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Man turns a new leaf from alcohol, nurturing his livelihood

In the vibrant Chuka town, just like most parts of the country, the bodaboda business has assumed the main role of employment for the youth. These motorcycle riders have become key players in the community, providing convenient, efficient, and affordable transportation to commuters.

They not only transport passengers to and from their destinations but have also diversified their services, offering delivery services and even running errands for their customers.

Antony Mutugi, a rider says that the bodaboda business has become quite competitive bringing down the profit margins.

“I engage in delivery services and run errands for my customers to make more money,” Mutugi discloses to KNA, adding that he normally gets commuters in the morning and evening hours.

“In the middle of the day from 12 noon to 4 pm, the business is a bit low, and alternative engagements are necessary to keep us going,’’ Martin Mugambi, another bodaboda rider echoed Mutugi’s statement.

While most of the youth engage in economically viable activities, a few squander their hard-earned cash on alcohol which is quite unfortunate.

But ‘a stitch in time saves nine. This is the advice from Yusuf Kithagaa, a 65-year-old man who turned a new leaf after years of wasting away in alcoholism.

Born in Kaanwa village in the year 1948 Yusuf was not lucky to acquire formal education, which was a rare privilege in the then Colonial Kenya. To make ends meet, as a youth in 1963, Kithagaa, ventured into metal work then considered to be a more modern form of blacksmithing.

His workshop in the upcoming Chuka market involved making buckets, jikos and grills using scrap metal.

Being so young and energetic, he could manage to make several types and sell them all, or at least most of them before sunset. This earned him money, enough to foot his bills since life then was a bit cheaper. He later opted to settle down and have a family.

He vividly describes how he could sell the mentioned items each going at only one shilling, which was much more valuable during his heydays of youth. Being young as he was back then, and comparing to the pay he got from his cottage business, he immersed himself into excessive drinking, a habit that turned out to be difficult for him to shed despite advice given to him by many people close to him including his own wife.

Yusuf would travel away from his family to the city of Nairobi from time to time, just to have fun. In his opinion, he was enjoying the fruit of his labour. Apart from settling school fees for his children, all of his remaining income was wasted away in drinking and other leisure activities.

His wife, then a mother of five felt that this was too much and decided to move away with the children who by then were grownup. When Yusuf saw this happening, he composed himself and promised himself that he would stop hitting the bottle for the sake of his family. But already it was too late. This was really a challenge because he couldn’t stop the bad habit at once. He did it over some time.

After a few months of struggling to move away from alcoholism, Yusuf finally managed to fully do away with the vice but the question was; Would his family come back? Did he have any savings? These were the questions that crossed his mind but deep inside him, he knew none of them had a positive answer.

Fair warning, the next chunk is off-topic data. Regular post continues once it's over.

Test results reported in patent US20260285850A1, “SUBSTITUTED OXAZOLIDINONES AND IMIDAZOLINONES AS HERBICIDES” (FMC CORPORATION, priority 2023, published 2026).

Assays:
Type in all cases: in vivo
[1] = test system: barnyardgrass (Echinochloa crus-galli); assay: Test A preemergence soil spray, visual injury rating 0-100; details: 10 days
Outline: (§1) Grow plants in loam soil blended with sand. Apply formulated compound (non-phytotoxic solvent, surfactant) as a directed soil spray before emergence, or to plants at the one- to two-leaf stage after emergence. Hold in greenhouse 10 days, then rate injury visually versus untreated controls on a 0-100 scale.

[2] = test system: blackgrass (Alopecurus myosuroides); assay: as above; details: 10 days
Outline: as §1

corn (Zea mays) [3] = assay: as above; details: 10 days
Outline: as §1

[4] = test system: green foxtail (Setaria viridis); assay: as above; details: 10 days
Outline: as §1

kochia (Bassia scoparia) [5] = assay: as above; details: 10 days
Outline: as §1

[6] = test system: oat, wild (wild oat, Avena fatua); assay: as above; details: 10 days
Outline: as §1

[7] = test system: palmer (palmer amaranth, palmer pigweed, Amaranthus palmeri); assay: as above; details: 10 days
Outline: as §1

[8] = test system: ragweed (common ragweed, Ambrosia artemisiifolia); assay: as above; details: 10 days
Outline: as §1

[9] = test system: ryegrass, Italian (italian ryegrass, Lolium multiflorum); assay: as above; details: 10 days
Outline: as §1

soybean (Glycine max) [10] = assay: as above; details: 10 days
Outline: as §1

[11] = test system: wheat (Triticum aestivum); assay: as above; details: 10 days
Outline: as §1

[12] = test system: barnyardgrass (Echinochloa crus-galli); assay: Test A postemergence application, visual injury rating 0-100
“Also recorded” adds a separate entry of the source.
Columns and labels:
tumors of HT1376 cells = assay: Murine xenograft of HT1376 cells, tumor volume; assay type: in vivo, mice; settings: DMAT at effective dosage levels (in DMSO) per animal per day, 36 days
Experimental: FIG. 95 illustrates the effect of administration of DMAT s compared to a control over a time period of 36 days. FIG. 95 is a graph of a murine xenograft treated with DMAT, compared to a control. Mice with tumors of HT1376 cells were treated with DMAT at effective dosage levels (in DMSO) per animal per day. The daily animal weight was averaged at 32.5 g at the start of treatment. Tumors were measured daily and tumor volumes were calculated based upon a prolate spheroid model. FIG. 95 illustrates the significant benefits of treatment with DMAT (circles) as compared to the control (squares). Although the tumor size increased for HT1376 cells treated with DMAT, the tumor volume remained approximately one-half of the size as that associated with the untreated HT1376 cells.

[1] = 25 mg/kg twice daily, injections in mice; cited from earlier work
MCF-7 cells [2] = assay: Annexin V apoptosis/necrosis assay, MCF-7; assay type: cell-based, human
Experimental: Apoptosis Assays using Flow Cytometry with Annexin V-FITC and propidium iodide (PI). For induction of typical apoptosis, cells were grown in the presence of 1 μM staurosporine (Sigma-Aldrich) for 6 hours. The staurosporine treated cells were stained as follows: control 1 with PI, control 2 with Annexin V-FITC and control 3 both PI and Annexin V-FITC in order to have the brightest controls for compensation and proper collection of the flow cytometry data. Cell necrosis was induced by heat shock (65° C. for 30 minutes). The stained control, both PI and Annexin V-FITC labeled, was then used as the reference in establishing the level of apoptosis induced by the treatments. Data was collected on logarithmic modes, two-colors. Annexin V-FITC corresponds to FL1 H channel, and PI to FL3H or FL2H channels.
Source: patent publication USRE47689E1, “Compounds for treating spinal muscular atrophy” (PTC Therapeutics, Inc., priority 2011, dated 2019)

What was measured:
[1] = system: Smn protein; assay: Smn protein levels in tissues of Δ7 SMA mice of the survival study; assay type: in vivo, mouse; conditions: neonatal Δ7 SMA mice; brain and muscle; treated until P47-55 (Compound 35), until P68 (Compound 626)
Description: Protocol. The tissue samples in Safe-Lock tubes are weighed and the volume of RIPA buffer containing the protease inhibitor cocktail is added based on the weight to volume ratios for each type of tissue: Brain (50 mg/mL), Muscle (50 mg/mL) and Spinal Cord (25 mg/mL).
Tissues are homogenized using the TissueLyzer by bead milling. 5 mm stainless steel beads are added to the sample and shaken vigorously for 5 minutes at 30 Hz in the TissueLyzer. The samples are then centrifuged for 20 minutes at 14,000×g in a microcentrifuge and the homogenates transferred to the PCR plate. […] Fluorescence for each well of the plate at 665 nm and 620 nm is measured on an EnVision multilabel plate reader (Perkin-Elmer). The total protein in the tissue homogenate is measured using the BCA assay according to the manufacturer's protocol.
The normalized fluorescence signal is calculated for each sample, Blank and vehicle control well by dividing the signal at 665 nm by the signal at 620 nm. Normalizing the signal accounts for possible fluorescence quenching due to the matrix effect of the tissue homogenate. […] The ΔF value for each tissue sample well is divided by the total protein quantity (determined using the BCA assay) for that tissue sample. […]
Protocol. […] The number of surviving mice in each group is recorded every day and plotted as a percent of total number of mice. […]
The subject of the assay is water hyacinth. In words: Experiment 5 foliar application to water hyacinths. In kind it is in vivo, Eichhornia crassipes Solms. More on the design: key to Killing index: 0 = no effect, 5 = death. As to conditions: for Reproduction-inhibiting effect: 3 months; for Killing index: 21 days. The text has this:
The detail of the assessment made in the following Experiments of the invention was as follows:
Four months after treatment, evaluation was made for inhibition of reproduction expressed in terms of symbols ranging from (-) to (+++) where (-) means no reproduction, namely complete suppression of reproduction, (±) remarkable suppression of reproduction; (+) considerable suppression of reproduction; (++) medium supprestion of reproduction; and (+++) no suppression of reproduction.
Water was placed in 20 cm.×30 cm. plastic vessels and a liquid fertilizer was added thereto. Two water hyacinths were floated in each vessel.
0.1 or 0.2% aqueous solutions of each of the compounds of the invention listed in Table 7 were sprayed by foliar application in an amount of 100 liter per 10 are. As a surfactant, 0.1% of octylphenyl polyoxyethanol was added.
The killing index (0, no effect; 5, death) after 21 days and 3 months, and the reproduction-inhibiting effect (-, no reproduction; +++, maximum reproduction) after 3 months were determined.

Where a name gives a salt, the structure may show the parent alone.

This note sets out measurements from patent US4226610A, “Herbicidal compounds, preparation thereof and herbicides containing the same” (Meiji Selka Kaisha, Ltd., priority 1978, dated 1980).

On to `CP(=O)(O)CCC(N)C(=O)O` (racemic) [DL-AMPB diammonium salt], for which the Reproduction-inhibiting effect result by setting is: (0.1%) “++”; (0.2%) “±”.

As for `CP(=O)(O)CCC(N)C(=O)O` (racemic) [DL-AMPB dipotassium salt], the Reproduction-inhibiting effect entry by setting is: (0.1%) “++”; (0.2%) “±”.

After a period of self-evaluation, Yusuf wondered aloud and regretted why he indulged in alcohol since all it did was waste his time and destroy his family.

He bitterly regrets that the most painful part was that, age was catching up with him and he couldn’t do much about it.

“I finally had to accept fate as it was, stop self-pity, and get back to working hard as I had once done,” he said with a resigned gesture of his hands.

Yusuf narrated how he started reporting to his work earlier than before.

“I open my makeshift workshop at 6 am. I assemble my workshop paraphernalia and by 6.30 am I am busy until as late as 6.30 pm when I take the items back to a house that I have rented on the outskirts of Chuka town,” he said adding that the house is big enough to accommodate his assorted workshop items and himself.

The morning KNA visited Yusuf, he was selling his charcoal jiko to a customer who was passing by and had gotten attracted by the display. He sold the jiko at 450 shillings, a price he said was way above the olden days when he was a youth.

The currency has really lost value. He took the notes, confirmed that they were not counterfeit by observing them against the sun, and happily with a wide smile took his handkerchief and wrapped it up. When asked why he did that, he explained that putting the money in the hanky was a precaution against loss.

Yusuf said that challenges are there in any business venture, but with hard work and self-discipline, anyone can earn an honest income and live a decent life.

He called on the youth to engage in meaningful work and avoid alcoholism since it doesn’t help. He also advises the youth to stop being picky about jobs by waiting for white-collar jobs but instead advised that they engage in any meaningful legitimate economic activity.

“Time and tide waits for no man and although life is not easy today, I call upon the youth to shun alcoholism, open their eyes, and work before their strength wastes off,” he concludes.

By David Mutwiri and Naomi Wamaitha

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